Top Ten Tips for Successful Reminiscence Sessions
Helen Fountain, Reminiscence Officer at the Museum of Oxford. includes these useful tips in her chapter, "Museums, Memories and Well-Being" in The Caring Museum:
- Use a side room or quiet space away from the main activities if possible and arrange the seating so that participants are sitting in a semi-circle. If participants can see each other’s faces then they are less likely to interrupt each other as they can see when someone is talking or about to talk. Some participants may have hearing problems and need to lip read.
- Care staff and group leaders are a great asset to the session and it’s important to work with them in a positive way and get them involved. Request that at least one member of staff is present throughout the session; staff know the participants well and will be able to react appropriately if someone is taken ill or needs help with a personal care task. Sessions can provide bonding opportunities for participants and carers, with anecdotal feedback from carers revealing that they enjoy the sessions as they learn so much about the participants. They also really enjoy joining in and reminiscing about their own experiences
- Ensure that the objects used in the reminiscence session are clean, free from hazards, light enough to handle, don’t have sharp edges and don’t contain harmful substances (i.e. old cleaning products).
- Make sure that all the participants are happy to take part in the session and understand what the activity is going to involve.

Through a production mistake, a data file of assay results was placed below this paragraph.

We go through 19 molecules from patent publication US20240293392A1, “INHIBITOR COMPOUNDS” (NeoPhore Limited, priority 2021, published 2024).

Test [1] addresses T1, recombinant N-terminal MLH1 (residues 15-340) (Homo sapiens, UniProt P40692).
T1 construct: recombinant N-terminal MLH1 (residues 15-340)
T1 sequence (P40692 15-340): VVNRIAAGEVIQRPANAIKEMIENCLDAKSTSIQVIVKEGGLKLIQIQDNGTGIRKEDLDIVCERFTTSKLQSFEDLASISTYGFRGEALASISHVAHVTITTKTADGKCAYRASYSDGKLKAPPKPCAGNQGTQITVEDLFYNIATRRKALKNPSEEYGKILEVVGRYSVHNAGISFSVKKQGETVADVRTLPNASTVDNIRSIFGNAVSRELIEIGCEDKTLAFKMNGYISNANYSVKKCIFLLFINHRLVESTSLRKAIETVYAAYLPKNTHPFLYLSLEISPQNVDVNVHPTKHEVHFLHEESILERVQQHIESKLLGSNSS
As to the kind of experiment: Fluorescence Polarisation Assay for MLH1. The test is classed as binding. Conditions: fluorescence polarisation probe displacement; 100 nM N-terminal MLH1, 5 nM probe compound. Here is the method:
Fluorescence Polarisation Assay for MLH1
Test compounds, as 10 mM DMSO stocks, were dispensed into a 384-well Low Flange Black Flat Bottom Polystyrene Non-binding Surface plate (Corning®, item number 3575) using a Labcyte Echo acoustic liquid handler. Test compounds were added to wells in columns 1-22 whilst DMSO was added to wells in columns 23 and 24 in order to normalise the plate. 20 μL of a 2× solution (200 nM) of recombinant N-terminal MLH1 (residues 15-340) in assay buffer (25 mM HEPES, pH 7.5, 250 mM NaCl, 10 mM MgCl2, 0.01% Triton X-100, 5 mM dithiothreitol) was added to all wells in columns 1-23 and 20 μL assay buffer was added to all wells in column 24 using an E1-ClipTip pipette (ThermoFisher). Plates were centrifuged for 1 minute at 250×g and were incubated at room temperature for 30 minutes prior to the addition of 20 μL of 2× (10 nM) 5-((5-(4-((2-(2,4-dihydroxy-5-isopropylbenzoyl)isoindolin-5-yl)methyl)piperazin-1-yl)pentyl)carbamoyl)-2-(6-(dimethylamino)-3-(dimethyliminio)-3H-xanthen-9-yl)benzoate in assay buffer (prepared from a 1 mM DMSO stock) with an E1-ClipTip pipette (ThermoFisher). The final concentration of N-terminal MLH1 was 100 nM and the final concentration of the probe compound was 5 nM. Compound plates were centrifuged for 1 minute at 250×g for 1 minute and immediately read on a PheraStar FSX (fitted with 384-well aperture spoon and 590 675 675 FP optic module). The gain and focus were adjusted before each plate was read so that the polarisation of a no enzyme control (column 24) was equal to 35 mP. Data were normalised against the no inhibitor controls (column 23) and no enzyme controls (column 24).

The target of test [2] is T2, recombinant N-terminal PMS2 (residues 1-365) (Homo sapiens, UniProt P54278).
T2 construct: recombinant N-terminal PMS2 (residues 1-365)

- The ideal maximum number in the group is 15. Smaller groups may work better if the participants are very frail.
- Base the session on themes (i.e. food and cookery) to facilitate some structure and to help participants focus on the activity and give the session a sense of purpose.
- Have a session plan but allow the conversation to follow its own natural path – some of the tangential conversations are extremely enriching and the theme can always be returned to at a later stage. This approach rarely fails, but if conversation does dry up then the facilitator can fall back on the session plan and deliver a talk.
- Use a range of resources to stimulate reminiscence including objects, photographs, documents, music, audio clips of spoken word and smells.
- Listen actively and show an interest in what is being said. Try to empower the participants by praising their achievements and celebrating their life experiences.
- Suggest follow up activities with care staff to enable the benefit of the session to be longer lasting i.e. a session on holidays and trips to the seaside in the old days can be followed up by participants sharing old holiday photos or looking at holiday locations on the internet.
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